Sometimes you’ve got to wonder why database developers do things the way the do. Take for example the sysjobhistory table in the SQL Server msdb database. Its got two awful columns namely run_date and run_time. Why are they awful you ask? Well because they are integer representations of the date and time. Just look at the following examples to see the stupidity.
Now if you’re wanting to do something meaningful with them you’ll want to represent them as a DATETIME data type most likely. After searching for a quick and easy way I decided to hack a quick bit of TSQL up and put it up here so hopefully others might benefit.
STUFF(STUFF(CONVERT(VARCHAR, [run_date]), 7, 0, '-'), 5, 0, '-') +
' ' +
STUFF(STUFF(RIGHT('00000' + CONVERT(VARCHAR, [run_time]), 6), 5, 0, ':'), 3, 0, ':'), 120)
Let me know in the comments if you found it useful or if you have a more elegant way. If you use it a lot, make a user-defined function taking in the two values. I leave that in your capable hands.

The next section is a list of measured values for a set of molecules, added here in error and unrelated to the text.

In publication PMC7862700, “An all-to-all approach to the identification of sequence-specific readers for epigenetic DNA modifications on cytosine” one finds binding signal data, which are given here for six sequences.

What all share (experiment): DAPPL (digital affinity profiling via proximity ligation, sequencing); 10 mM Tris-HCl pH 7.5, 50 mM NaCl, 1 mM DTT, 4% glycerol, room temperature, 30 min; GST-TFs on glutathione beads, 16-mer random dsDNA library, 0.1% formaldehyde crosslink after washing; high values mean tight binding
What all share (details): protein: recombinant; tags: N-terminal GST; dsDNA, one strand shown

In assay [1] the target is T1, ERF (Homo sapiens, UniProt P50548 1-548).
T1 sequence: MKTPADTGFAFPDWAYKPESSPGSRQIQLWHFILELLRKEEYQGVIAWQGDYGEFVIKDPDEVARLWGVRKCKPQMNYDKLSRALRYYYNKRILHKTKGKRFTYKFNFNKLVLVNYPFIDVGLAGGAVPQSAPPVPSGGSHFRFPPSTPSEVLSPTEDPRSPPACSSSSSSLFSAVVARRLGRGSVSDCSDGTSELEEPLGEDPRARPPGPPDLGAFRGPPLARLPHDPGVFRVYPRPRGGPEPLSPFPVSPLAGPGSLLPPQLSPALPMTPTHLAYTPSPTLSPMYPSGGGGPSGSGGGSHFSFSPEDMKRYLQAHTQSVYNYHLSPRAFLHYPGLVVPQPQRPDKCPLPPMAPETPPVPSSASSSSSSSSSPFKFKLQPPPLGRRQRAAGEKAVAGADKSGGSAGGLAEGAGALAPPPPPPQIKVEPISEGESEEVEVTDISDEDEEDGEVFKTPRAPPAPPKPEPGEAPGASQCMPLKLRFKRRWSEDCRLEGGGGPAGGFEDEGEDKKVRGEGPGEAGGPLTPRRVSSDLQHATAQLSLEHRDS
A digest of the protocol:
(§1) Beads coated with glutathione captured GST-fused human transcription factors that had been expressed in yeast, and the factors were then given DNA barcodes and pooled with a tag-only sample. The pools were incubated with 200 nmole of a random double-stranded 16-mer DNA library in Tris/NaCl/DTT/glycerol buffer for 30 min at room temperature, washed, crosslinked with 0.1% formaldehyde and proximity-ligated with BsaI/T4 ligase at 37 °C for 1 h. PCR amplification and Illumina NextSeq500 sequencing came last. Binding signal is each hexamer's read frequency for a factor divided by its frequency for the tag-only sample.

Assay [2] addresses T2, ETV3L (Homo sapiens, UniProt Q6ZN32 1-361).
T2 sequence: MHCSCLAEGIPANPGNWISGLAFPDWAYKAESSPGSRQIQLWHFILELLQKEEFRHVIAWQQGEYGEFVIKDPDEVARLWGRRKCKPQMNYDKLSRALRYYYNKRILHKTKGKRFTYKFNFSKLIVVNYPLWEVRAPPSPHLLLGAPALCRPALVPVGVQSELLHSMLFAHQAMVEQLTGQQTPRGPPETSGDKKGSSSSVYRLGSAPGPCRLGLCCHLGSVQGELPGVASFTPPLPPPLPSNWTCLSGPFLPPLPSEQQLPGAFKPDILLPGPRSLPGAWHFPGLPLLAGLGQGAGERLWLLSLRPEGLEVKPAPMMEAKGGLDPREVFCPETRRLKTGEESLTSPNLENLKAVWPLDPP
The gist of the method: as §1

3 thoughts on “Making date and time sense from the SQL Server Agent job history table”
What were they thinking? The mind boggles. This is even worse than storing the date and time as strings, as it’s one conversion further from the truth.
Well I suppose its a legacy design issue from the days of Sybase or something like that. Perhaps they never had a DATETIME data type then the next best would be two 32-bit integers. I would have thought though that they would have put a new table down and created a view for backwards compatibility or something. They seem to have done it for other tables.
It’s been like this for many versions, but that’s no excuse. There are far better ways to express times, even using a string, than it’s using. The duration is stored in the same way. Have fun working out how long a job ran for…
Frankly, MSDB is a wonderful example of a terribly designed database. Don’t even get me started on sysjobschedules.
I had three UDFs that I used to use to turn the data into something actually usable.
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